# Zero divisor

{{ safesubst:#invoke:Unsubst||$N=Refimprove |date=__DATE__ |$B=
{{#invoke:Message box|ambox}}
}}
In abstract algebra, an element Template:Mvar of a ring Template:Mvar is called a **left zero divisor** if there exists a nonzero Template:Mvar such that *ax* = 0, or equivalently if the map from Template:Mvar to Template:Mvar sending Template:Mvar to Template:Mvar is not injective.^{[1]} Similarly, an element Template:Mvar of a ring is called a **right zero divisor** if there exists a nonzero Template:Mvar such that *ya* = 0. This is a partial case of divisibility in rings. An element that is a left or a right zero divisor is simply called a **zero divisor**.^{[2]} An element Template:Mvar that is both a left and a right zero divisor is called a **two-sided zero divisor** (the nonzero Template:Mvar such that *ax* = 0 may be different from the nonzero Template:Mvar such that *ya* = 0). If the ring is commutative, then the left and right zero divisors are the same.

An element of a ring that is not a zero divisor is called **regular**, or a **non-zero-divisor**. A zero divisor that is nonzero is called a **nonzero zero divisor** or a **nontrivial zero divisor**.

## Examples

- In the ring , the residue class is a zero divisor since .
- The ring of integers has no zero divisors except for 0.
- A nilpotent element of a nonzero ring is always a two-sided zero divisor.
- A idempotent element of a ring is always a two-sided zero divisor, since .
- An example of a zero divisor in the ring of matrices (over any nonzero ring) is the matrix , because for instance
- Actually, the simplest example of a pair of zero divisor matrices is .
- A direct product of two or more nonzero rings always has nonzero zero divisors. For example, in
*R*_{1}×*R*_{2}with each*R*_{i}nonzero, (1,0)(0,1) = (0,0), so (1,0) is a zero divisor.

### One-sided zero-divisor

- Consider the ring of (formal) matrices with and . Then and . If , then is a left zero divisor iff is even, since ; and it is a right zero divisor iff is even for similar reasons. If either of is , then it is a two-sided zero-divisor.
- Here is another example of a ring with an element that is a zero divisor on one side only. Let be the set of all sequences of integers . Take for the ring all additive maps from to , with pointwise addition and composition as the ring operations. (That is, our ring is , the
**endomorphism ring**of the additive group .) Three examples of elements of this ring are the**right shift**, the**left shift**, and the**projection map**onto the first factor . All three of these additive maps are not zero, and the composites and are both zero, so is a left zero divisor and is a right zero divisor in the ring of additive maps from to . However, is not a right zero divisor and is not a left zero divisor: the composite is the identity. Note also that is a two-sided zero-divisor since , while is not in any direction.

## Non-examples

- The ring of integers modulo a prime number has no zero divisors except 0. In fact, this ring is a field, since every nonzero element is a unit.

- More generally, a division ring has no zero divisors except 0.

- A nonzero commutative ring whose only zero divisor is 0 is called an integral domain.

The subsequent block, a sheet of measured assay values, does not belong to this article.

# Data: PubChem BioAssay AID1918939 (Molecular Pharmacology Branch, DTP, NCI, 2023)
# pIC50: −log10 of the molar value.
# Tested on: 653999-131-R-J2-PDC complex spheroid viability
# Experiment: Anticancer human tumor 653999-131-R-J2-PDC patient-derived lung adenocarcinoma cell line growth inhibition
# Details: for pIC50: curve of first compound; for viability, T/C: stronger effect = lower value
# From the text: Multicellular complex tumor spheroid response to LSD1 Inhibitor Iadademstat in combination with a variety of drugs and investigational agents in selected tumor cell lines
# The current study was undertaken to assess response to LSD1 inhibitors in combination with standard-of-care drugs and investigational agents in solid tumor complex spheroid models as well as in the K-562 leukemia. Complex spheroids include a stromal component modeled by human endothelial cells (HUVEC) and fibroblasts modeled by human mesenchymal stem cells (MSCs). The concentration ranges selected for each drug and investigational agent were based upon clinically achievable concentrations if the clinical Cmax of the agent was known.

## Properties

- In the ring of Template:Mvar-by-Template:Mvar matrices over a field, the left and right zero divisors coincide; they are precisely the singular matrices. In the ring of Template:Mvar-by-Template:Mvar matrices over an integral domain, the zero divisors are precisely the matrices with determinant zero.

- Left or right zero divisors can never be units, because if Template:Mvar is invertible and
*ax*= 0, then 0 =*a*^{−1}0 =*a*^{−1}*ax*=*x*, whereas*x*must be nonzero.

## Zero as a zero divisor

There is no need for a separate convention regarding the case *a* = 0, because the definition applies also in this case:

- If Template:Mvar is a ring other than the zero ring, then 0 is a (two-sided) zero divisor, because 0 · 1 = 0 and 1 · 0 = 0.
- If Template:Mvar is the zero ring, in which 0 = 1, then 0 is not a zero divisor, because there is no
*nonzero*element that when multiplied by 0 yields 0.

Such properties are needed in order to make the following general statements true:

- In a commutative ring Template:Mvar, the set of non-zero-divisors is a multiplicative set in Template:Mvar. (This, in turn, is important for the definition of the total quotient ring.) The same is true of the set of non-left-zero-divisors and the set of non-right-zero-divisors in an arbitrary ring, commutative or not.
- In a commutative ring Template:Mvar, the set of zero divisors is the union of the associated prime ideals of Template:Mvar.

Some references choose to exclude 0 as a zero divisor by convention, but then they must introduce exceptions in the two general statements just made.

## Zero divisor on a module

Let Template:Mvar be a commutative ring, let Template:Mvar be an Template:Mvar-module, and let Template:Mvar be an element of Template:Mvar. One says that Template:Mvar is **Template:Mvar-regular** if the multiplication by Template:Mvar map is injective, and that Template:Mvar is a **zero divisor on Template:Mvar** otherwise.^{[3]} The set of Template:Mvar-regular elements is a multiplicative set in Template:Mvar.^{[4]}

Specializing the definitions of "Template:Mvar-regular" and "zero divisor on Template:Mvar" to the case Template:Mvar = Template:Mvar recovers the definitions of "regular" and "zero divisor" given earlier in this article.

## See also

- Zero-product property
- Glossary of commutative algebra (Exact zero divisor)

## Notes

## References

- {{#invoke:citation/CS1|citation

|CitationClass=citation }}.

- {{#invoke:citation/CS1|citation

|CitationClass=citation }}

- {{#invoke:citation/CS1|citation

|CitationClass=citation }}

- {{#invoke:citation/CS1|citation

|CitationClass=citation }}

- {{#invoke:citation/CS1|citation

|CitationClass=citation }}